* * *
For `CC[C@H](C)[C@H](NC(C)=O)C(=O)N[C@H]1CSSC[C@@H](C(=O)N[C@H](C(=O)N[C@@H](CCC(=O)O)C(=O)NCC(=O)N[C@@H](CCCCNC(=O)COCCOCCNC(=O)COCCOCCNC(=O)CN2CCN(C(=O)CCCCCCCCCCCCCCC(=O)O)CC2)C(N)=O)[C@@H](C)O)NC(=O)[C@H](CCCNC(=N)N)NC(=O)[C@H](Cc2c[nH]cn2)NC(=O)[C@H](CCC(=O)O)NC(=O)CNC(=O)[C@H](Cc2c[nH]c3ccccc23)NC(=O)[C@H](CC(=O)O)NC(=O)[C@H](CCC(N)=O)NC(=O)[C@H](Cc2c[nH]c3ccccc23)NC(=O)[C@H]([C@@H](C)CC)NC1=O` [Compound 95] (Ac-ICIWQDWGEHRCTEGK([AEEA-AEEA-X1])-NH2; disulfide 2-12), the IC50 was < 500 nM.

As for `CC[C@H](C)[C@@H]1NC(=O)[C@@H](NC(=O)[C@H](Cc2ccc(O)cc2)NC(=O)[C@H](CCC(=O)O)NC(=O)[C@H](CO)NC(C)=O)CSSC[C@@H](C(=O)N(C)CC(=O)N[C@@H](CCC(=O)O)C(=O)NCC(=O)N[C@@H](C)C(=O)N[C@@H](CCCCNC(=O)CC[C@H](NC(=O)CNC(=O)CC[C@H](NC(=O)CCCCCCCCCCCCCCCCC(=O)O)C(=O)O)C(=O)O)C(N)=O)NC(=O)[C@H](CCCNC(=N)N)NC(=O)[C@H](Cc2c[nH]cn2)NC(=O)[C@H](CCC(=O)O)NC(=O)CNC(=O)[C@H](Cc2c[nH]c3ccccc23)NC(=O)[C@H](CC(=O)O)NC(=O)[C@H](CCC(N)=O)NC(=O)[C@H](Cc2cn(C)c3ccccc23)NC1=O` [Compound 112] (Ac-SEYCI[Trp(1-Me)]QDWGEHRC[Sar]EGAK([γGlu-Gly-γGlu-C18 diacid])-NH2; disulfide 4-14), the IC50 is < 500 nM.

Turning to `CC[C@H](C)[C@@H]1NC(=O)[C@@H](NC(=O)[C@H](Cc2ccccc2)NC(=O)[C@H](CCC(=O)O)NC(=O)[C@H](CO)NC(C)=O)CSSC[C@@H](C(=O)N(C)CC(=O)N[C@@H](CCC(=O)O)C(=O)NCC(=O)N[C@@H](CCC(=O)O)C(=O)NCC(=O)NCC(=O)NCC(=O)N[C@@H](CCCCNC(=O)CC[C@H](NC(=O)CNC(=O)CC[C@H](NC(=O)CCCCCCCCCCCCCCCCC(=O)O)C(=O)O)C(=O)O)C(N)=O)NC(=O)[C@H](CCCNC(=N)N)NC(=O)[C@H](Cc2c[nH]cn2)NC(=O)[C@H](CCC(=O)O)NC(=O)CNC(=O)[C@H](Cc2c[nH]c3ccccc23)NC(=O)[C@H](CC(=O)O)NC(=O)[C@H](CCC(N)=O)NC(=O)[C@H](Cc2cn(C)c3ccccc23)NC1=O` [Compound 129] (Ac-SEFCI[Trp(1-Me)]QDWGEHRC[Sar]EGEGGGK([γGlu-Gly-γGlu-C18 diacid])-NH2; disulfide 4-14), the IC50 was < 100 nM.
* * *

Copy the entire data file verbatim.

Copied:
For `CC[C@H](C)[C@H](NC(C)=O)C(=O)N[C@H]1CSSC[C@@H](C(=O)N[C@H](C(=O)N[C@@H](CCC(=O)O)C(=O)NCC(=O)N[C@@H](CCCCNC(=O)COCCOCCNC(=O)COCCOCCNC(=O)CN2CCN(C(=O)CCCCCCCCCCCCCCC(=O)O)CC2)C(N)=O)[C@@H](C)O)NC(=O)[C@H](CCCNC(=N)N)NC(=O)[C@H](Cc2c[nH]cn2)NC(=O)[C@H](CCC(=O)O)NC(=O)CNC(=O)[C@H](Cc2c[nH]c3ccccc23)NC(=O)[C@H](CC(=O)O)NC(=O)[C@H](CCC(N)=O)NC(=O)[C@H](Cc2c[nH]c3ccccc23)NC(=O)[C@H]([C@@H](C)CC)NC1=O` [Compound 95] (Ac-ICIWQDWGEHRCTEGK([AEEA-AEEA-X1])-NH2; disulfide 2-12), the IC50 was < 500 nM.

As for `CC[C@H](C)[C@@H]1NC(=O)[C@@H](NC(=O)[C@H](Cc2ccc(O)cc2)NC(=O)[C@H](CCC(=O)O)NC(=O)[C@H](CO)NC(C)=O)CSSC[C@@H](C(=O)N(C)CC(=O)N[C@@H](CCC(=O)O)C(=O)NCC(=O)N[C@@H](C)C(=O)N[C@@H](CCCCNC(=O)CC[C@H](NC(=O)CNC(=O)CC[C@H](NC(=O)CCCCCCCCCCCCCCCCC(=O)O)C(=O)O)C(=O)O)C(N)=O)NC(=O)[C@H](CCCNC(=N)N)NC(=O)[C@H](Cc2c[nH]cn2)NC(=O)[C@H](CCC(=O)O)NC(=O)CNC(=O)[C@H](Cc2c[nH]c3ccccc23)NC(=O)[C@H](CC(=O)O)NC(=O)[C@H](CCC(N)=O)NC(=O)[C@H](Cc2cn(C)c3ccccc23)NC1=O` [Compound 112] (Ac-SEYCI[Trp(1-Me)]QDWGEHRC[Sar]EGAK([γGlu-Gly-γGlu-C18 diacid])-NH2; disulfide 4-14), the IC50 is < 500 nM.

Turning to `CC[C@H](C)[C@@H]1NC(=O)[C@@H](NC(=O)[C@H](Cc2ccccc2)NC(=O)[C@H](CCC(=O)O)NC(=O)[C@H](CO)NC(C)=O)CSSC[C@@H](C(=O)N(C)CC(=O)N[C@@H](CCC(=O)O)C(=O)NCC(=O)N[C@@H](CCC(=O)O)C(=O)NCC(=O)NCC(=O)NCC(=O)N[C@@H](CCCCNC(=O)CC[C@H](NC(=O)CNC(=O)CC[C@H](NC(=O)CCCCCCCCCCCCCCCCC(=O)O)C(=O)O)C(=O)O)C(N)=O)NC(=O)[C@H](CCCNC(=N)N)NC(=O)[C@H](Cc2c[nH]cn2)NC(=O)[C@H](CCC(=O)O)NC(=O)CNC(=O)[C@H](Cc2c[nH]c3ccccc23)NC(=O)[C@H](CC(=O)O)NC(=O)[C@H](CCC(N)=O)NC(=O)[C@H](Cc2cn(C)c3ccccc23)NC1=O` [Compound 129] (Ac-SEFCI[Trp(1-Me)]QDWGEHRC[Sar]EGEGGGK([γGlu-Gly-γGlu-C18 diacid])-NH2; disulfide 4-14), the IC50 was < 100 nM.